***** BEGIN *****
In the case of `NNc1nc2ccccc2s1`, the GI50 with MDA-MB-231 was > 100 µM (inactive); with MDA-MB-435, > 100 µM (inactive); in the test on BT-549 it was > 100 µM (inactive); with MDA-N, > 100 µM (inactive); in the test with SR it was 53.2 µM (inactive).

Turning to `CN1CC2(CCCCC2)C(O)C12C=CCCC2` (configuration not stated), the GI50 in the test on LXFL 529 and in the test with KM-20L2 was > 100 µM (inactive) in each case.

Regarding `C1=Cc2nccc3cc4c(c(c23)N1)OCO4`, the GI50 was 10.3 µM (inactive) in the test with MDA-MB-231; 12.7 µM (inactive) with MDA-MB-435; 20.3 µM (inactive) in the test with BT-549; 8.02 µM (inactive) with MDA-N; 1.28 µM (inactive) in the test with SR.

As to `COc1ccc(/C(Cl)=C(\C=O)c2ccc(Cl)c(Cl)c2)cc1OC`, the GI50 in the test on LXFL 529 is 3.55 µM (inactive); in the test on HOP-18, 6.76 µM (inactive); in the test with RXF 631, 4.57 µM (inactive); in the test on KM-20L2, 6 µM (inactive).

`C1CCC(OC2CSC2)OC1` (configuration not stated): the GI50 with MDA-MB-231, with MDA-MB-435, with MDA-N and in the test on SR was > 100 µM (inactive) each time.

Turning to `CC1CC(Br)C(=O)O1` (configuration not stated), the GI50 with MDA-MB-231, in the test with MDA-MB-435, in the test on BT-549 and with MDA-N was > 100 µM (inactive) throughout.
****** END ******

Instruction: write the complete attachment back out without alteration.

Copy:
In the case of `NNc1nc2ccccc2s1`, the GI50 with MDA-MB-231 was > 100 µM (inactive); with MDA-MB-435, > 100 µM (inactive); in the test on BT-549 it was > 100 µM (inactive); with MDA-N, > 100 µM (inactive); in the test with SR it was 53.2 µM (inactive).

Turning to `CN1CC2(CCCCC2)C(O)C12C=CCCC2` (configuration not stated), the GI50 in the test on LXFL 529 and in the test with KM-20L2 was > 100 µM (inactive) in each case.

Regarding `C1=Cc2nccc3cc4c(c(c23)N1)OCO4`, the GI50 was 10.3 µM (inactive) in the test with MDA-MB-231; 12.7 µM (inactive) with MDA-MB-435; 20.3 µM (inactive) in the test with BT-549; 8.02 µM (inactive) with MDA-N; 1.28 µM (inactive) in the test with SR.

As to `COc1ccc(/C(Cl)=C(\C=O)c2ccc(Cl)c(Cl)c2)cc1OC`, the GI50 in the test on LXFL 529 is 3.55 µM (inactive); in the test on HOP-18, 6.76 µM (inactive); in the test with RXF 631, 4.57 µM (inactive); in the test on KM-20L2, 6 µM (inactive).

`C1CCC(OC2CSC2)OC1` (configuration not stated): the GI50 with MDA-MB-231, with MDA-MB-435, with MDA-N and in the test on SR was > 100 µM (inactive) each time.

Turning to `CC1CC(Br)C(=O)O1` (configuration not stated), the GI50 with MDA-MB-231, in the test with MDA-MB-435, in the test on BT-549 and with MDA-N was > 100 µM (inactive) throughout.